3. Integrated Control over Home Network

Integrated control over the home network shown in FIGS. 1A and 1B will be described next.

3.1 Specifications Required for Integrated Control over Home Network

With the use of the home network shown in FIGS. 1A and 1B, information in a given information apparatus can be transferred to another information apparatus to be processed somehow. When, for example, a TV program supplied to the home through the CATV network 1107 is to be enjoyed through the TV set 1117, the following operation is performed in the home network. The TV program received by the CATV module 1811 of the information box 1121 is converted into digital ATM cells. The ATM cells are then output from the information box 1121 through the second PCI bus segment 1813 and the private area module 1809. The ATM cells reach the NTSC encoder•decoder 11232 through the information drop sections 1122-3 and 1122-4. Each digital signal of the TV program is converted into an ATM cell. This ATM cell is converted into an analog signal by the NTSC encoder•decoder 11232 and output to the TV set 1117. As a result, the TV program is displayed on the TV set 1117. That is, the TV program information held in the information box 1121 is moved to the TV set 1117 to be displayed thereon. In this case, control performed over the communication apparatuses on the home network to execute such a series of operations in a seamless manner will be referred to as integrated control.

In order to realize integrated control over the home network, the functional section for this integrated control must recognize the types and functions of all the communication apparatuses constituting the home network.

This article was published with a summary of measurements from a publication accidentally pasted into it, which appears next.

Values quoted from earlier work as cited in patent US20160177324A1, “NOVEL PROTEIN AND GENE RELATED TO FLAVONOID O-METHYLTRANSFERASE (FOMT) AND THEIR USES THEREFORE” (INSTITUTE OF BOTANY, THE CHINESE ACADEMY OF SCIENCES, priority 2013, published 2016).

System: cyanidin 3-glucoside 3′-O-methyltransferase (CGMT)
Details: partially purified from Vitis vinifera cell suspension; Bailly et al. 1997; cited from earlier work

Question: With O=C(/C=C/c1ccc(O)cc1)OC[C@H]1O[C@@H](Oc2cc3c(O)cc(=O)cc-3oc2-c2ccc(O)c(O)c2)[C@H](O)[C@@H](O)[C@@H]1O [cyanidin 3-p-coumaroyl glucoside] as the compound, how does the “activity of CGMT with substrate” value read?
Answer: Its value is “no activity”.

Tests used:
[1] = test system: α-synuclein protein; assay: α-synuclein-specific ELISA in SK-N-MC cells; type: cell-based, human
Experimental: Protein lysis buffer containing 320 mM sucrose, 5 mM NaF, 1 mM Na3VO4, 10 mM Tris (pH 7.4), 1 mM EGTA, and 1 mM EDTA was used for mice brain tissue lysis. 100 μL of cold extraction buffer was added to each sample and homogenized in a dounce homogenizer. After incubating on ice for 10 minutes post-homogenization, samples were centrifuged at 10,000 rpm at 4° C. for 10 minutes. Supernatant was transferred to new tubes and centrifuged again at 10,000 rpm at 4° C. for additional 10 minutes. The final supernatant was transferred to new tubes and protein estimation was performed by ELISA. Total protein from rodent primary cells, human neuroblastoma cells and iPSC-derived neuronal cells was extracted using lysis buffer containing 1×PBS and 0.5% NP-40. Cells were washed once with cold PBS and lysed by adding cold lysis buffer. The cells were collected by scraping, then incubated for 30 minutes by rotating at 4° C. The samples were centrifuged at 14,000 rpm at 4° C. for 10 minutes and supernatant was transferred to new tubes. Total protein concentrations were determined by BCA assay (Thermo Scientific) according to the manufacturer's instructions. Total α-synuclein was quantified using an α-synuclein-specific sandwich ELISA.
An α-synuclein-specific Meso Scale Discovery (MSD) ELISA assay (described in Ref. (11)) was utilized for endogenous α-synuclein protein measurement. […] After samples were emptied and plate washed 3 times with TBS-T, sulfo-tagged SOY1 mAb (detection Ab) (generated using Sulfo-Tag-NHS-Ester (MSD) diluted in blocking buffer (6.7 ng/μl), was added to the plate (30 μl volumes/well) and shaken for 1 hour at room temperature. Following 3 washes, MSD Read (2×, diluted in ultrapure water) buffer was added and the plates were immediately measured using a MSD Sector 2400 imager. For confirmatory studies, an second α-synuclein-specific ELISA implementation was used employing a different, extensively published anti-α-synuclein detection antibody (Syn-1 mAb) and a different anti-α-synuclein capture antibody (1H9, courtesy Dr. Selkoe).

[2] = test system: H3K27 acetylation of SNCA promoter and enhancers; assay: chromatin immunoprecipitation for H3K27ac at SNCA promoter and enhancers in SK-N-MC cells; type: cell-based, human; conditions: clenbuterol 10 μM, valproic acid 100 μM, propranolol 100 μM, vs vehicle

Many current operating systems for personal computers have graphical user interfaces called GUIs. A user interface is used to display information files and programs for executing predetermined processes for the information files on the screen in the form of icons. The user can cause the personal computer to execute a desired process by only selecting and designating an icon with a mouse serving as a pointing device. When, for example, the user selects a given icon with the mouse and drags/drops the icon onto another icon, the function linked with the latter icon is started to process the information file linked with the former icon. In the home network designed for home use, the integrated control functional section is preferably instructed/operated by using the operation method using such a GUI that allows the user to intuitively operate the computer. In addition, in the home network designed for home use, the cumbersome operation required for the construction of a network should be minimized. For example, it is preferable that the user can receive services provided by a module as soon as the module is inserted into the information box 1121. The following are the specifications required for the functional section for integrated control over the home network according to the present invention: